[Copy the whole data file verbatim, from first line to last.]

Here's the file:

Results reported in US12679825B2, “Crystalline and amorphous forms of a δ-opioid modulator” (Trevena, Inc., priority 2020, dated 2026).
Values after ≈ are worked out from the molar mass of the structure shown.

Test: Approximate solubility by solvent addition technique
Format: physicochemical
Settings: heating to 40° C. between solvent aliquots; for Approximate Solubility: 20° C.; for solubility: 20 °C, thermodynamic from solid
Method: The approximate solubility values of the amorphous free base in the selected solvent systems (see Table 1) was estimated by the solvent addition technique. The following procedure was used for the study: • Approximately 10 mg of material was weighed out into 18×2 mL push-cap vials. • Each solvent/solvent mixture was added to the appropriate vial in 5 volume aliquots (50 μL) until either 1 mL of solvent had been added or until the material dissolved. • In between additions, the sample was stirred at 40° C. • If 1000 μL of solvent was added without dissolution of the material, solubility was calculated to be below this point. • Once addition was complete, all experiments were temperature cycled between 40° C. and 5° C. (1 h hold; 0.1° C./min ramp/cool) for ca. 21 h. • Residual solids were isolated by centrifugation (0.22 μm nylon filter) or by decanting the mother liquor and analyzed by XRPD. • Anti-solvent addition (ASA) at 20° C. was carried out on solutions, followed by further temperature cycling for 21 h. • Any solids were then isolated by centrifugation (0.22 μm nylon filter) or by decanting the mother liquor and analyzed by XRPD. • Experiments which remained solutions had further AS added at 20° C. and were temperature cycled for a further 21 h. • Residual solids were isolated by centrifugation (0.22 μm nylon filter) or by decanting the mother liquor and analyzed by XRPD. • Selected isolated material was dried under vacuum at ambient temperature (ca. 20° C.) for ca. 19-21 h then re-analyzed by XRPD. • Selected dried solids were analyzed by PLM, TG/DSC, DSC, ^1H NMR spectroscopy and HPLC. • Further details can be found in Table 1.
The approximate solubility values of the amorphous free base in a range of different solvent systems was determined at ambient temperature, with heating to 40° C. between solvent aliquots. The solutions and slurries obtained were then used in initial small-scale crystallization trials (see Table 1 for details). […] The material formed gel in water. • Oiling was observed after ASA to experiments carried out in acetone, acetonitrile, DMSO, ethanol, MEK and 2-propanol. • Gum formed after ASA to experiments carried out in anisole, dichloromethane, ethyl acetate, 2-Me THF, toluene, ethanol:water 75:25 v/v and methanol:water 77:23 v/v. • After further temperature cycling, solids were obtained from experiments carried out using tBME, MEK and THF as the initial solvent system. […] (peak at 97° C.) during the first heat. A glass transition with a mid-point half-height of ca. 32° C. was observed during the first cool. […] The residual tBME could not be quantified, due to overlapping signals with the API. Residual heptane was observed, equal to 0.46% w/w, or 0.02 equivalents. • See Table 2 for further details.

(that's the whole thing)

Results reported in US12679825B2, “Crystalline and amorphous forms of a δ-opioid modulator” (Trevena, Inc., priority 2020, dated 2026).
Values after ≈ are worked out from the molar mass of the structure shown.

Test: Approximate solubility by solvent addition technique
Format: physicochemical
Settings: heating to 40° C. between solvent aliquots; for Approximate Solubility: 20° C.; for solubility: 20 °C, thermodynamic from solid
Method: The approximate solubility values of the amorphous free base in the selected solvent systems (see Table 1) was estimated by the solvent addition technique. The following procedure was used for the study: • Approximately 10 mg of material was weighed out into 18×2 mL push-cap vials. • Each solvent/solvent mixture was added to the appropriate vial in 5 volume aliquots (50 μL) until either 1 mL of solvent had been added or until the material dissolved. • In between additions, the sample was stirred at 40° C. • If 1000 μL of solvent was added without dissolution of the material, solubility was calculated to be below this point. • Once addition was complete, all experiments were temperature cycled between 40° C. and 5° C. (1 h hold; 0.1° C./min ramp/cool) for ca. 21 h. • Residual solids were isolated by centrifugation (0.22 μm nylon filter) or by decanting the mother liquor and analyzed by XRPD. • Anti-solvent addition (ASA) at 20° C. was carried out on solutions, followed by further temperature cycling for 21 h. • Any solids were then isolated by centrifugation (0.22 μm nylon filter) or by decanting the mother liquor and analyzed by XRPD. • Experiments which remained solutions had further AS added at 20° C. and were temperature cycled for a further 21 h. • Residual solids were isolated by centrifugation (0.22 μm nylon filter) or by decanting the mother liquor and analyzed by XRPD. • Selected isolated material was dried under vacuum at ambient temperature (ca. 20° C.) for ca. 19-21 h then re-analyzed by XRPD. • Selected dried solids were analyzed by PLM, TG/DSC, DSC, ^1H NMR spectroscopy and HPLC. • Further details can be found in Table 1.
The approximate solubility values of the amorphous free base in a range of different solvent systems was determined at ambient temperature, with heating to 40° C. between solvent aliquots. The solutions and slurries obtained were then used in initial small-scale crystallization trials (see Table 1 for details). […] The material formed gel in water. • Oiling was observed after ASA to experiments carried out in acetone, acetonitrile, DMSO, ethanol, MEK and 2-propanol. • Gum formed after ASA to experiments carried out in anisole, dichloromethane, ethyl acetate, 2-Me THF, toluene, ethanol:water 75:25 v/v and methanol:water 77:23 v/v. • After further temperature cycling, solids were obtained from experiments carried out using tBME, MEK and THF as the initial solvent system. […] (peak at 97° C.) during the first heat. A glass transition with a mid-point half-height of ca. 32° C. was observed during the first cool. […] The residual tBME could not be quantified, due to overlapping signals with the API. Residual heptane was observed, equal to 0.46% w/w, or 0.02 equivalents. • See Table 2 for further details.